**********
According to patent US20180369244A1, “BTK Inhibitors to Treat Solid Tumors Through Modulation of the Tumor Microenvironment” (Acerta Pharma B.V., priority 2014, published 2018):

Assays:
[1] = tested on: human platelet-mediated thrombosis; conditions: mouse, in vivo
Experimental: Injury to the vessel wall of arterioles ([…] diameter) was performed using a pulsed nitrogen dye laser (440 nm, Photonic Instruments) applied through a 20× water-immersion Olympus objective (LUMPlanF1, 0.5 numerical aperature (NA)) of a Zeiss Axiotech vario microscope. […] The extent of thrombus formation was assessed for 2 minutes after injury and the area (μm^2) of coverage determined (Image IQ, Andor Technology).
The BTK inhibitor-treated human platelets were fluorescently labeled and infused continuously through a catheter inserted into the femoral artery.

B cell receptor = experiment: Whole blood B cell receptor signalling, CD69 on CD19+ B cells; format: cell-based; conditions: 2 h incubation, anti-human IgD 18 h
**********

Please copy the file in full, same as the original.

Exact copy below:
According to patent US20180369244A1, “BTK Inhibitors to Treat Solid Tumors Through Modulation of the Tumor Microenvironment” (Acerta Pharma B.V., priority 2014, published 2018):

Assays:
[1] = tested on: human platelet-mediated thrombosis; conditions: mouse, in vivo
Experimental: Injury to the vessel wall of arterioles ([…] diameter) was performed using a pulsed nitrogen dye laser (440 nm, Photonic Instruments) applied through a 20× water-immersion Olympus objective (LUMPlanF1, 0.5 numerical aperature (NA)) of a Zeiss Axiotech vario microscope. […] The extent of thrombus formation was assessed for 2 minutes after injury and the area (μm^2) of coverage determined (Image IQ, Andor Technology).
The BTK inhibitor-treated human platelets were fluorescently labeled and infused continuously through a catheter inserted into the femoral artery.

B cell receptor = experiment: Whole blood B cell receptor signalling, CD69 on CD19+ B cells; format: cell-based; conditions: 2 h incubation, anti-human IgD 18 h